Eddie Taylor

From Wikipedia, the free encyclopedia
Jump to: navigation, search
Eddie Taylor
Birth name Edward Taylor
Born (1923-01-29)January 29, 1923
Benoit, Mississippi, United States
Died December 25, 1985(1985-12-25) (aged 62)
Chicago, Illinois, United States
Genres Electric blues
Occupation(s) Guitarist, singer
Instruments Guitar

Eddie Taylor (January 29, 1923 – December 25, 1985)[1] was an American electric blues guitarist and singer.[2]


Born Edward Taylor in Benoit, Mississippi, as a boy Taylor taught himself to play the guitar. He spent his early years playing at venues around Leland, Mississippi, where he taught his friend Jimmy Reed to play the guitar.[3] With a guitar style deeply rooted in the Mississippi Delta tradition, in 1949 Taylor moved to Chicago, Illinois.

While Taylor never achieved the stardom of some of his compatriots in the Chicago blues scene, he nevertheless was an integral part of that era. He is especially noted as a main accompanist for Jimmy Reed, as well as working with John Lee Hooker, Big Walter Horton, Sam Lay,[4] and others. Earwig Music Company recorded him with Kansas City Red and Big John Wrencher on the album, Original Chicago Blues.[5] He later teamed up Earring George Mayweather and jointly recorded a number of tracks including "You'll Always Have A Home" and "Don't Knock At My Door".[6] Several of these were released as singles, and "Big Town Playboy" and "Bad Boy" on Vee Jay Records became local hits in the 1950s, although generally they were not commercial successes.[7] Later in his "semi-retirement" Eddie returned to be the regular lead guitarist with the "Peter Dames and the Chicago River Blues Band" and later to be known as "Peter Dames and the Rhythm Flames"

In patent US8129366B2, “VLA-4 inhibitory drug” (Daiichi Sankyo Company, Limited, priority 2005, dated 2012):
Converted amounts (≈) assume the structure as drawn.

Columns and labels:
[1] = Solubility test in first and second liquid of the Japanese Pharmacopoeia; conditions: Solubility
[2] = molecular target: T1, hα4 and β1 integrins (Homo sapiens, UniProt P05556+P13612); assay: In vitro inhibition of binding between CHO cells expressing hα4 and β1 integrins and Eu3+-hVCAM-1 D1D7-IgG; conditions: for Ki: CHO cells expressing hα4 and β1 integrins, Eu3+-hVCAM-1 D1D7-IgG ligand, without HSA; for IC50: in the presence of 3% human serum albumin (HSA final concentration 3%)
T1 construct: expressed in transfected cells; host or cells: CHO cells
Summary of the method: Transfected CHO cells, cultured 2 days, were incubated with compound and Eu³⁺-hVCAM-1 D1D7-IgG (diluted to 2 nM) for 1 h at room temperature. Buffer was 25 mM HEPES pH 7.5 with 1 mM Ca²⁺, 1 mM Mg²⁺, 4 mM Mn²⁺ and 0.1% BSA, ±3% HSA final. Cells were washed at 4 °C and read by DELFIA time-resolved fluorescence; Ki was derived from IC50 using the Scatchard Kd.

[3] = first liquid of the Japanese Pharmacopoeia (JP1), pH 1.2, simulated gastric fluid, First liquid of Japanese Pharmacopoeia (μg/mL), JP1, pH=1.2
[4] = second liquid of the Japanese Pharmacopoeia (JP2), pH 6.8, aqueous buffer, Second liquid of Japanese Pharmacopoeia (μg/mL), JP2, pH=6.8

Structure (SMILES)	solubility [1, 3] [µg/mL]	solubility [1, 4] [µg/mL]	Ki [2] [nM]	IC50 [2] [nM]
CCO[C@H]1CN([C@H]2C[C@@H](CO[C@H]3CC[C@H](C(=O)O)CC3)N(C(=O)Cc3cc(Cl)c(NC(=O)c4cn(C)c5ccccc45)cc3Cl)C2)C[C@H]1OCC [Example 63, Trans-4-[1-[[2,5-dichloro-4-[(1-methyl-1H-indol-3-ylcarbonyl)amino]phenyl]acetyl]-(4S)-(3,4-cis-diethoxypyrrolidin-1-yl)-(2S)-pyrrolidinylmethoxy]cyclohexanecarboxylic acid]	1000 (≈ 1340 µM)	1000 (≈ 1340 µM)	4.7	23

Taylor's son Eddie Taylor Jr. is a blues guitarist in Chicago, his stepson Larry Taylor is a blues drummer and vocalist, and his daughter Demetria is a blues vocalist in Chicago. Taylor's wife Vera was the niece of bluesmen Eddie "Guitar" Burns and Jimmy Burns.

Taylor died on Christmas Day in 1985 in Chicago,[1] at the age of 62, and was interred in an unmarked grave in the Restvale Cemetery in Alsip, Illinois. He was posthumously inducted into the Blues Hall of Fame in 1987.


Albums recorded as leader[edit]


Album Album details
I Feel So Bad
Ready For Eddie
My Heart Is Bleeding
Still Not Ready For Eddie


Album Album details
Bad Boy A Long Way From Chicago

Collaboration albums[edit]

Album Album details
Masters Of Modern Blues Volume 3
Goin' To Chicago
The American Blues Legends '74
  • Released: 1974
  • Recorded: February - March, 1974 in London, England
  • Label: Big Bear Records
  • Format: LP, CD

Albums recorded as sideman[edit]

Album Album details
Original Chicago Blues
  • 1975: Street Talkin' (Muse 5087, French) - compilation of Vee Jay material with seven Elmore James tracks and seven of Taylor's
  • 1981: Big Town Playboy (Charly 1015, English) - contains all Vee Jay recordings under his name, except "Good Hearted"


  1. ^ a b Doc Rock. "The 1980s". The Dead Rock Stars Club. Retrieved 2015-10-07. 
  2. ^ Du Noyer, Paul (2003). The Illustrated Encyclopedia of Music (1st ed.). Fulham, London: Flame Tree Publishing. p. 181. ISBN 1-904041-96-5. 
  3. ^ Jimmy Reed interviewed on the Pop Chronicles (1969)
  4. ^ Russell, Tony (1997). The Blues - From Robert Johnson to Robert Cray. Dubai: Carlton Books Limited. p. 174. ISBN 1-85868-255-X. 
  5. ^ "Original Chicago Blues". AllMusic. Retrieved September 17, 2014. 
  6. ^ "Elmore James, Eddie Taylor (2), Jimmy Reed - South Side Blues (Vinyl, LP)". Discogs.com. Retrieved 2016-10-09. 
  7. ^ "An Overdose Of Fingal Cocoa: J.B. Hutto". Overdoseoffingalcocoa.blogspot.com. 1926-04-26. Retrieved 2016-10-09. 

External links[edit]